The best protest music is plain-spoken: “We shall overcome;” “The times they are a’ changin’;” “Fuck you, I won’t do what you tell me.” Zack De La Rocha only repeats six lines in “Killing In the Name,” but those became Rage Against the Machine’s mission statement and primary MO. Without shying away from provocative subject matter (check the empathy with the gang banger narrator of “Settle For Nothing”), Rage kept their lyrics accessible enough to draw in even the most apolitical listener. Two years later, those who didn’t care about caring could turn to KoRn’s chanted nursery rhymes. But in 1992 it was all or nothing; fight or turn the music down. Rage didn’t allow for anything less. A sound so combustible could never last—after having their blueprint co-opted by every angry white dude with a grudge against his ex-girlfriend (redundant?), Rage retired at the top of their game in 1999. Even so, their debut album remains their most urgent. How badly did we need Rage Against the Machine in 1992? So badly that they had to invent their own genre because nothing else could say what they had to say. How did they do it? Anger is a gift.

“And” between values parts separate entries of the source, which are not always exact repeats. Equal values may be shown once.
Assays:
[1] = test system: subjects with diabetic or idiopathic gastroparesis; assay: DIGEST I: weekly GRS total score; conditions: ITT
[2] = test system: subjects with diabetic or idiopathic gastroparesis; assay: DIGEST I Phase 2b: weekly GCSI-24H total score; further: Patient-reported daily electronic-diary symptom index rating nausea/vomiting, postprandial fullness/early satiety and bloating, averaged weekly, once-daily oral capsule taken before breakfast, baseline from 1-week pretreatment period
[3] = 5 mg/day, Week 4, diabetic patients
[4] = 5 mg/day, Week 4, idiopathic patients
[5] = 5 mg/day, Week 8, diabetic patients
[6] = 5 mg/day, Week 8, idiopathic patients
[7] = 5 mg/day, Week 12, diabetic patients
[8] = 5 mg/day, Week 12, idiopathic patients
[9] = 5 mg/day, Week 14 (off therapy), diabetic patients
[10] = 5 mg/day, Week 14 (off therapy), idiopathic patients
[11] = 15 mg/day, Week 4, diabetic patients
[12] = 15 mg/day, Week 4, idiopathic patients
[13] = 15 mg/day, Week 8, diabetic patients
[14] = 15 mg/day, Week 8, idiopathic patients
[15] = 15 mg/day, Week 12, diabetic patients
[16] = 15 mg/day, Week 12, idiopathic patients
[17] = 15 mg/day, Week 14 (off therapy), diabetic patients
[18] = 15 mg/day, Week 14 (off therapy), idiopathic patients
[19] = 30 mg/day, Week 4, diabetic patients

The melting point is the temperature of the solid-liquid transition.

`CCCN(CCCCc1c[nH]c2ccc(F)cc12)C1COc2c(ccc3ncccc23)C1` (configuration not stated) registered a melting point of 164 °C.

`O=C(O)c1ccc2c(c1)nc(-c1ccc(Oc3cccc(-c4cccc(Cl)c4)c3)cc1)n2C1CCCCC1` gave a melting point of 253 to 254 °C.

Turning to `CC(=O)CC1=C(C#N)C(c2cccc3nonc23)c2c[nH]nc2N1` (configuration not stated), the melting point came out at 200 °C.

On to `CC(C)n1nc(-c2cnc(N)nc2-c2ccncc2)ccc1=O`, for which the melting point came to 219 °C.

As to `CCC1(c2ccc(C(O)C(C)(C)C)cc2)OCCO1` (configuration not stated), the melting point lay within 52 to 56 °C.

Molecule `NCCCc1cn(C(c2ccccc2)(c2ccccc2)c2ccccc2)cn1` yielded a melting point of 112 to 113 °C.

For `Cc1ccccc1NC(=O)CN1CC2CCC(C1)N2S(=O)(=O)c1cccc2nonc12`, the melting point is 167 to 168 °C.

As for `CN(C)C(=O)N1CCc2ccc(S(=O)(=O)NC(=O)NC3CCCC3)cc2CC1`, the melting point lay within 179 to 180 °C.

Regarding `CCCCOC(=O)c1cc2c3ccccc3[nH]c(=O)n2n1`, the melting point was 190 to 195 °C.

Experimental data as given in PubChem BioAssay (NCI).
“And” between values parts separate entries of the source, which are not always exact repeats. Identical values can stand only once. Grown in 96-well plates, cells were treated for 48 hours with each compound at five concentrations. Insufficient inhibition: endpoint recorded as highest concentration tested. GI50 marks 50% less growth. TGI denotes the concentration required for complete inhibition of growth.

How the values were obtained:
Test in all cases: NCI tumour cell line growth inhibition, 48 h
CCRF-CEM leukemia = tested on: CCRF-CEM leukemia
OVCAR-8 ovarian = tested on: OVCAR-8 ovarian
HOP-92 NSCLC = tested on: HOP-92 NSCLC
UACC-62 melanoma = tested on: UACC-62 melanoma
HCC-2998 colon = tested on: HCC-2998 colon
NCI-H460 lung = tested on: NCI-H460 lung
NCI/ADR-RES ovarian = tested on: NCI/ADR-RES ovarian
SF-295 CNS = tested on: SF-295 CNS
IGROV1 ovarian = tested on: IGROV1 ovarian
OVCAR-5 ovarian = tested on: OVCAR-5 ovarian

-Marty Brown, 2006